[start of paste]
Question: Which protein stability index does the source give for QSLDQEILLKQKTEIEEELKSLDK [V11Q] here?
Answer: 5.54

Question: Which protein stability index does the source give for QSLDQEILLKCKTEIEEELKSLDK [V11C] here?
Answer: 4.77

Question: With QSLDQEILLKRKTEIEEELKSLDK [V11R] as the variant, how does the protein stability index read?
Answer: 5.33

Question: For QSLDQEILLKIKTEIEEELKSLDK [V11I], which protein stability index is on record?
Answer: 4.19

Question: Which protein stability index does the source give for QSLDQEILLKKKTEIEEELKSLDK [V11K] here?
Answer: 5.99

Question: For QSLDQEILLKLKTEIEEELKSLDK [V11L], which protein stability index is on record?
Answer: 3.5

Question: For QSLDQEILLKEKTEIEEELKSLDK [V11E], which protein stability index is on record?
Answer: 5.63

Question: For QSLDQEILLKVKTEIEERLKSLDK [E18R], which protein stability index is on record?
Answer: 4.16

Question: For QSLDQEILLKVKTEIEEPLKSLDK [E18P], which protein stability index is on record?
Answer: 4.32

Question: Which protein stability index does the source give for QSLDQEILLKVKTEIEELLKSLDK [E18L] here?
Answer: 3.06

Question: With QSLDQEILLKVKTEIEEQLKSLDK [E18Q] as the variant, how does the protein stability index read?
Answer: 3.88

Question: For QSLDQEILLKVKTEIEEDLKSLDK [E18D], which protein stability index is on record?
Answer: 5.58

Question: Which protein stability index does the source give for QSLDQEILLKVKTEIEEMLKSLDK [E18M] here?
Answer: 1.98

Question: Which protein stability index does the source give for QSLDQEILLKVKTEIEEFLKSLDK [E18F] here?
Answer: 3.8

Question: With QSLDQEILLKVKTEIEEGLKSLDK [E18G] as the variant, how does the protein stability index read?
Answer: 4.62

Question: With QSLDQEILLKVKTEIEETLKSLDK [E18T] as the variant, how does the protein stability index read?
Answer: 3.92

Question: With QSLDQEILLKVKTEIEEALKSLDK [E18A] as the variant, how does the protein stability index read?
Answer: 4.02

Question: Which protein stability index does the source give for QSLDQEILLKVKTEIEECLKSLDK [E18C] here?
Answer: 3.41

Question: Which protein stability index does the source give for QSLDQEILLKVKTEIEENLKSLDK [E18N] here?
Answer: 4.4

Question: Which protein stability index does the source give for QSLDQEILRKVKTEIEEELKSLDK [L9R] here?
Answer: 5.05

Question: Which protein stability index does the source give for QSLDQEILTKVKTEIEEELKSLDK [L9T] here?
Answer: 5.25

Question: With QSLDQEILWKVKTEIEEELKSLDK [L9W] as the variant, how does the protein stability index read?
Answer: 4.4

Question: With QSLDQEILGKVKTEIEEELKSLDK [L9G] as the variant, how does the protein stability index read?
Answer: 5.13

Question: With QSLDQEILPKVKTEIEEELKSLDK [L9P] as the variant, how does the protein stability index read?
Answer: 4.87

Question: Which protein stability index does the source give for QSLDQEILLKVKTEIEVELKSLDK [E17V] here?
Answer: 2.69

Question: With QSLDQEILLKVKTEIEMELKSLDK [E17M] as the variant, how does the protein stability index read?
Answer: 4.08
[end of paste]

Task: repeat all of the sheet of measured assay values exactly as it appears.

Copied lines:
Question: Which protein stability index does the source give for QSLDQEILLKQKTEIEEELKSLDK [V11Q] here?
Answer: 5.54

Question: Which protein stability index does the source give for QSLDQEILLKCKTEIEEELKSLDK [V11C] here?
Answer: 4.77

Question: With QSLDQEILLKRKTEIEEELKSLDK [V11R] as the variant, how does the protein stability index read?
Answer: 5.33

Question: For QSLDQEILLKIKTEIEEELKSLDK [V11I], which protein stability index is on record?
Answer: 4.19

Question: Which protein stability index does the source give for QSLDQEILLKKKTEIEEELKSLDK [V11K] here?
Answer: 5.99

Question: For QSLDQEILLKLKTEIEEELKSLDK [V11L], which protein stability index is on record?
Answer: 3.5

Question: For QSLDQEILLKEKTEIEEELKSLDK [V11E], which protein stability index is on record?
Answer: 5.63

Question: For QSLDQEILLKVKTEIEERLKSLDK [E18R], which protein stability index is on record?
Answer: 4.16

Question: For QSLDQEILLKVKTEIEEPLKSLDK [E18P], which protein stability index is on record?
Answer: 4.32

Question: Which protein stability index does the source give for QSLDQEILLKVKTEIEELLKSLDK [E18L] here?
Answer: 3.06

Question: With QSLDQEILLKVKTEIEEQLKSLDK [E18Q] as the variant, how does the protein stability index read?
Answer: 3.88

Question: For QSLDQEILLKVKTEIEEDLKSLDK [E18D], which protein stability index is on record?
Answer: 5.58

Question: Which protein stability index does the source give for QSLDQEILLKVKTEIEEMLKSLDK [E18M] here?
Answer: 1.98

Question: Which protein stability index does the source give for QSLDQEILLKVKTEIEEFLKSLDK [E18F] here?
Answer: 3.8

Question: With QSLDQEILLKVKTEIEEGLKSLDK [E18G] as the variant, how does the protein stability index read?
Answer: 4.62

Question: With QSLDQEILLKVKTEIEETLKSLDK [E18T] as the variant, how does the protein stability index read?
Answer: 3.92

Question: With QSLDQEILLKVKTEIEEALKSLDK [E18A] as the variant, how does the protein stability index read?
Answer: 4.02

Question: Which protein stability index does the source give for QSLDQEILLKVKTEIEECLKSLDK [E18C] here?
Answer: 3.41

Question: Which protein stability index does the source give for QSLDQEILLKVKTEIEENLKSLDK [E18N] here?
Answer: 4.4

Question: Which protein stability index does the source give for QSLDQEILRKVKTEIEEELKSLDK [L9R] here?
Answer: 5.05

Question: Which protein stability index does the source give for QSLDQEILTKVKTEIEEELKSLDK [L9T] here?
Answer: 5.25

Question: With QSLDQEILWKVKTEIEEELKSLDK [L9W] as the variant, how does the protein stability index read?
Answer: 4.4

Question: With QSLDQEILGKVKTEIEEELKSLDK [L9G] as the variant, how does the protein stability index read?
Answer: 5.13

Question: With QSLDQEILPKVKTEIEEELKSLDK [L9P] as the variant, how does the protein stability index read?
Answer: 4.87

Question: Which protein stability index does the source give for QSLDQEILLKVKTEIEVELKSLDK [E17V] here?
Answer: 2.69

Question: With QSLDQEILLKVKTEIEMELKSLDK [E17M] as the variant, how does the protein stability index read?
Answer: 4.08